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Compliance with the Quebec language requirements for display of trademarks to be ‎mandatory on November 24, 2019‎


This information bulletin addresses the language requirements pertaining to display, in a language other than French, of trademarks on real estate in Quebec.

Key takeaways

Companies doing business in Quebec can no longer physically display their trademark on real estate only in a language other than French.

There are specific legal requirements set in regulation in order to ensure a sufficient presence of French in case of such physical display of a trademark in another language.

This change to the regulations under the Charter of the French language does not affect other uses of trademarks on websites or promotional materials, etc.

The new legal requirements related to the physical display of trademarks on real estate entered into force on November 24, 2016 and they had immediate effect for any new physical display. As for the trademarks that were already physically displayed prior to that date, the time limit to comply with the said legal requirements is November 24, 2019.


Since 2010, the Office québécois de la langue française (the “OQLF”) has adopted the position that trademarks displayed in a language other than French must be accompanied by generic terms in French. However, in 2014, the Superior Court of Quebec determined that the use of such generic terms is not mandatory. Moreover, in the appeal of that decision the following year (Magasins Best Buy Ltée v Quebec (Attorney General), 2015 QCCA 747) the Quebec Court of Appeal confirmed that trademarks can be displayed in a language other than French without any generic terms in French.

Nevertheless, those judgments were set aside in 2016 as the government adopted the position of the OQLF by amending the Regulation respecting the language of commerce and business (the “Regulation”) which relates to the Charter of the French Language. Under the amended Regulation, “where a trademark is displayed outside an immovable only in a language other than French […] a sufficient presence of French must also be ensured on the site.” It should be understood that the concept of immovable is the civil law equivalent of real estate.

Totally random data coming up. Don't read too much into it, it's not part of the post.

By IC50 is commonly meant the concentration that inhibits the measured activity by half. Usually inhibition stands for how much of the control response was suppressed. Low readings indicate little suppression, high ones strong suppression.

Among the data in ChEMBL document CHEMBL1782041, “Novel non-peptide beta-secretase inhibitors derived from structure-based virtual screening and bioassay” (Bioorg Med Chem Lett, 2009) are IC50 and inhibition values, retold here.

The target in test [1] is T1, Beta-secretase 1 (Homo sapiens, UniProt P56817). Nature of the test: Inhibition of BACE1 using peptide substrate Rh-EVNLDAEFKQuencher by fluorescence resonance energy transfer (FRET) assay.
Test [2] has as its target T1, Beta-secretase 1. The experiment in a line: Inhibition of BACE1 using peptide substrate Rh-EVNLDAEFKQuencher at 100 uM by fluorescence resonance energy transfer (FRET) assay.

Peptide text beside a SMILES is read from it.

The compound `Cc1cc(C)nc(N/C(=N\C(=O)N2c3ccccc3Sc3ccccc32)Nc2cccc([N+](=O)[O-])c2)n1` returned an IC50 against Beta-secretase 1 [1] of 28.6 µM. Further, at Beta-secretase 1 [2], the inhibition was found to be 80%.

The amended Regulation has immediate effect regarding any new physical display of trademarks on real estate after November 24, 2016. As for trademarks that were already physically displayed as of this date, companies doing business in Quebec have until November 24, 2019 in order to comply with the amended Regulation. Thus, this information bulletin provides an overview of the requirements to ensure compliance with the amended Regulation.

Scope of the amended Regulation

The amended Regulation applies to trademarks “displayed” either:

(1) outside an immovable, including on its roof;

(2) outside premises situated in a mall;

(3) inside an immovable or premises situated in a mall if the trademark is intended to be seen from the outside; or

(4) on a pole or column or other independent structure, but only if there is no other outside sign or poster on which the trademark appears.

In order to comply with the amended Regulation, a sufficient presence of French must be ensured whenever a trademark is displayed on real estate in another language. The presence of French refers to a sign or poster with:

(1) a generic term or a description of the products or services;

(2) a slogan; or

(3) any other term or indication, favouring the display of information pertaining to the products or services to the benefit of consumers or persons frequenting the site.

The presence of French is deemed sufficient if it is given permanent visibility, similar to that of the trademark displayed and if it is legible in the same visual field as that mainly covered by the trademark signs or posters. When determining whether the presence of French is sufficient, generally no credit should be given to the display in French of (1) business hours, (2) numbers and percentages, (3) definite articles such as “the” (e.g. le, la, les), indefinite articles such as “one” (e.g. un, une, des) and partitive articles such as “of” (e.g. du, de , d’, de la, de l’, des) or (4) a term or an expression in French that is written so small that it is necessary to be within 1 meter of it in order to be able to read it.

By Mark Potechin and Petar Stoyanov, DLA Piper

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